Man sitting alone in front of a castle

15. Think About Your Accommodations

Once you have a destination in mind, the next step is figuring out where you are going to stay. There are dozens of options that offer freedom and comfort—as well as acceptance.

Of course, there will be times when you aren’t sure how you (and your partner) will be received. You could always call the lodgings and ask a question like, “How are same-sex couples perceived?” or “Do you allow for same-sex anniversaries?” to gauge how the business handles LGBTQ patrons.

You could also try looking at misterb&b, a gay alternative to Airbnb, that has rentals solely for LGBTQ travelers. The site also has a curated list of gay-friendly hotels throughout the world.

Lastly, the online directory World Rainbow Hotels has a bunch of LGBTQ-friendly lodgings listed to help you find the right place.

16. Prioritize Your Safety

You always want to be cautious, no matter where you are. The world isn’t always welcoming. If you are somewhere and people are looking at you strangely or you feel uncomfortable, leave if possible.

Ignore taunting and avoid confrontation. Always put distance between you and those who may be trying to start trouble. Should the danger deescalate, try to furtively get a picture of the people who bothered you, just in case.

If you are rooming with your partner and the staff at your accommodations does not seem welcoming, ask for two separate beds in your room.

17. Attend LGBTQ Events

Let’s say you are nervous about setting out into the world and finding gay-friendly things to do. Why not attend an LGBTQ event instead? Pride events or other gay gatherings throughout the world could be exactly what you need to ensure both safety and community. Throughout the year, international destinations have tons of LGBT festivities.

If you are a sports lover, you might want to attend the Gay Games, IGLTA gay ski weeks and gay bike tours, World OutGames, Pride, and even Gay Oktoberfest in Munich.

Two women sitting in a pool at a hotel

18. Read Gay Travel Blogs and Publications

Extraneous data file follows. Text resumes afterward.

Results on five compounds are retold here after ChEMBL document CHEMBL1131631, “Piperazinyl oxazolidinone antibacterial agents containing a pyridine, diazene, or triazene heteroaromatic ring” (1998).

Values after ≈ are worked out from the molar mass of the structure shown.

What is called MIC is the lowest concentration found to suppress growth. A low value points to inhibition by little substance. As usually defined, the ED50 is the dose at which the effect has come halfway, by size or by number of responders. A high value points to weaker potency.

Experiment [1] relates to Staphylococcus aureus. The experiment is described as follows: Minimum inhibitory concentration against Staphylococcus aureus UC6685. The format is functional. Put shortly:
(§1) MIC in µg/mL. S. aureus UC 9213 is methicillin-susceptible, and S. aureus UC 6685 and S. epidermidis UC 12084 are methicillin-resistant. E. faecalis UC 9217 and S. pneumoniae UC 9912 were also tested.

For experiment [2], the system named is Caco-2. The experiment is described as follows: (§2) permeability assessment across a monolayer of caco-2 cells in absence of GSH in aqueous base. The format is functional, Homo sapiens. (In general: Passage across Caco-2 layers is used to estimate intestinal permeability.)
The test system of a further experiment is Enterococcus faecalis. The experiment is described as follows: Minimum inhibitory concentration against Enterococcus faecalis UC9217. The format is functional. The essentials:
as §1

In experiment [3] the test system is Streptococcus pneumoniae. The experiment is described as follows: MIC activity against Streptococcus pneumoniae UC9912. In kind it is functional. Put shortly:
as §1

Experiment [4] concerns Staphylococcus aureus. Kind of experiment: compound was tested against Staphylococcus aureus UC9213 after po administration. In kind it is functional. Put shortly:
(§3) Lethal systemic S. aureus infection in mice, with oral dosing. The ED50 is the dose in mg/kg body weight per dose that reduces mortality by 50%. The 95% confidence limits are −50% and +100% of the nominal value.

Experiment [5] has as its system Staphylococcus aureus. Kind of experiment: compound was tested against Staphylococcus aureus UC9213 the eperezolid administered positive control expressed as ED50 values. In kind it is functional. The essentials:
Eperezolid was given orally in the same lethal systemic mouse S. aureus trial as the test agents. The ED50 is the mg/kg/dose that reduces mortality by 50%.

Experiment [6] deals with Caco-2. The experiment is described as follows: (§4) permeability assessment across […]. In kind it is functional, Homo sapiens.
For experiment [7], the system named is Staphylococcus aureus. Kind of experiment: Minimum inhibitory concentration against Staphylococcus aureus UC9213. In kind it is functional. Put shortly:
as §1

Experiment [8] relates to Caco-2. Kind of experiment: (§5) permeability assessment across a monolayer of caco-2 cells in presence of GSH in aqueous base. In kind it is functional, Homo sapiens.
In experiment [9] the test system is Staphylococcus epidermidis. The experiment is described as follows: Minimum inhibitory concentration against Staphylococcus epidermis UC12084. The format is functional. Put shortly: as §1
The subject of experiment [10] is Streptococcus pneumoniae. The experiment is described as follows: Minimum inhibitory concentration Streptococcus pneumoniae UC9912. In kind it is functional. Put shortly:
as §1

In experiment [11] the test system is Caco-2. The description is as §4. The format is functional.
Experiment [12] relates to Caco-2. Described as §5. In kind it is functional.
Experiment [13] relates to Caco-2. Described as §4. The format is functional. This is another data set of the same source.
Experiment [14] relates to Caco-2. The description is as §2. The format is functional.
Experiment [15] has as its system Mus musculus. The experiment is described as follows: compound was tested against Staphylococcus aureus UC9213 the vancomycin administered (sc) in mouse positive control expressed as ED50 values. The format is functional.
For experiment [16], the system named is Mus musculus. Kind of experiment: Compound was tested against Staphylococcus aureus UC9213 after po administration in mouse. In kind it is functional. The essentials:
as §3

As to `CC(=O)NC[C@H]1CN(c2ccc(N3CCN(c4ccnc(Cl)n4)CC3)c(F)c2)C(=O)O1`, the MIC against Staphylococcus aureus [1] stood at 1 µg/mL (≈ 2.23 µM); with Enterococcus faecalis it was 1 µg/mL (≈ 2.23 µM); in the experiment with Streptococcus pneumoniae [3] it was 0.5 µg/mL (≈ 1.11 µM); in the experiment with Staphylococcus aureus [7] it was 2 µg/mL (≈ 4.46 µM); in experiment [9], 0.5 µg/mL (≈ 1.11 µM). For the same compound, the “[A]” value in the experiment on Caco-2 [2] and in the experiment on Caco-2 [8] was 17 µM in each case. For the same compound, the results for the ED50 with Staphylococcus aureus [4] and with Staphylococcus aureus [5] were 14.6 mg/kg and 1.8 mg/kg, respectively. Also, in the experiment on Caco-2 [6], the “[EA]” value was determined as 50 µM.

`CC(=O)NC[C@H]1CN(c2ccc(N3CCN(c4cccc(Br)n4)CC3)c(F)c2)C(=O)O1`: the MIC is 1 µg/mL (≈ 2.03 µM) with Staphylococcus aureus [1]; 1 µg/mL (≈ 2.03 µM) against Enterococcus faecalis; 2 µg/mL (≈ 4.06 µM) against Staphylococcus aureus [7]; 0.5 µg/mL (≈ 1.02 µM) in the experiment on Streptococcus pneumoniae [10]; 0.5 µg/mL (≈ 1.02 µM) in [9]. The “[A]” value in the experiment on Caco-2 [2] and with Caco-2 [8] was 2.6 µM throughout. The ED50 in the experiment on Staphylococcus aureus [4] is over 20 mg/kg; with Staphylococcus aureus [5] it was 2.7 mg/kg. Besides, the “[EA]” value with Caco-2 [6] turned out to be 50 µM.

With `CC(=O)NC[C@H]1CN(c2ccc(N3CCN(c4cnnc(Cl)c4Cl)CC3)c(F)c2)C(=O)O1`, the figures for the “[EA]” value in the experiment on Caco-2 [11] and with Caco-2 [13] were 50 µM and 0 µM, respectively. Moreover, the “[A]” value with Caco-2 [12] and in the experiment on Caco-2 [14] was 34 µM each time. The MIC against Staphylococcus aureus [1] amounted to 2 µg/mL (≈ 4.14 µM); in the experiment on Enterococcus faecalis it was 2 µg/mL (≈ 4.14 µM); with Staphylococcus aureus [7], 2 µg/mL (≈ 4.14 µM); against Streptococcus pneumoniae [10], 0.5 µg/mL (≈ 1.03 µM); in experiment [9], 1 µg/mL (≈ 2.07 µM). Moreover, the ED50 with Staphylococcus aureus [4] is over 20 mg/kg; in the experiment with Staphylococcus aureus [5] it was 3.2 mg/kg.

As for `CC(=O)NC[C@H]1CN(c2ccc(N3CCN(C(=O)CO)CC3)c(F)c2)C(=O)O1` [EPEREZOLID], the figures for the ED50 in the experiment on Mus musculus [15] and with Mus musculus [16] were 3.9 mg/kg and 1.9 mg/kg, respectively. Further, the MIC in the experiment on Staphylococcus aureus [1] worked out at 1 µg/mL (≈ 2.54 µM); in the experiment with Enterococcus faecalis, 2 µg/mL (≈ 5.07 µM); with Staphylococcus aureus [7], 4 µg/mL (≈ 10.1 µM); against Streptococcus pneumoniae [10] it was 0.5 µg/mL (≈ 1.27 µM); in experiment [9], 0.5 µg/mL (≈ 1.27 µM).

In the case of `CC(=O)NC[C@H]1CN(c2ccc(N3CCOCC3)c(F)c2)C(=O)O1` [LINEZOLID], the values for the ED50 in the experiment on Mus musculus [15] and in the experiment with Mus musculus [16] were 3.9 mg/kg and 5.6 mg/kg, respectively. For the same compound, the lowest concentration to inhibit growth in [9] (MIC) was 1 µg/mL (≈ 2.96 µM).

There are hundreds of LGBTQ blogs out there, just like the Gay Globetrotter, to help you find your way about the world. Some of these publications are targeted directly at the gay community while others have travel sections with helpful advice.

Some queer travel blogs that I like because of their fun firsthand descriptions include Dopes on the Road, Two Bad Tourists, Travels of Adam, Ravi Round The World, Nomadic Boys, and Lez Wander the World.

19. Stick To Gayborhoods

Even in places where homosexuality is frowned up, or where the culture is religious and conservative, you can find gay establishments and gayborhoods. Take some time to research where these gay neighborhoods are, what venues are available, and if the area has had any recent crimes against the LGBTQ community.

Once the area checks out as safe, you can start looking into the fun stuff, like the queer comedy clubs, live performances, drag shows, and LGBTQ dance halls.

20. Know When To NOT Come Out

Sometimes, you are going to have to rein yourself in a bit. It’s unfortunate and uncomfortable, but sometimes it’s a necessity. Remember: you and your partner’s safety is the most important thing when traveling. Don’t sacrifice that for anything, not even your pride.

For example, you might be couchsurfing in a country where homosexuals are not always welcomed and sharing space with a straight person. You might be transgender but perceived as cisgender in a religious household. Read the situation. Choose your battles wisely.

21. Remember Who You Are

You are more than just a gay person. An LGBT traveler. A letter in an acronym. You have so much to offer the world and so many gifts to give.

Who you are is not limited to what you are, no matter what some people may try to make you feel. Traveling the world is liberating and exhilarating, but it can also be tiring. Lonesome. You may be faced with some struggles.

Don’t let the naysayers get you down. Remember why you are traveling. Remember who you are and what you have going for you.

As long as you are proud of yourself and playing it safe, you have a world of opportunities waiting for you.

Do you have any travel tips to add? Any sage advice to other LGBT world travelers? I would love to hear it.

I would love it if you pinned these safety travel tips to your Pinterest board!

A gay man traveling.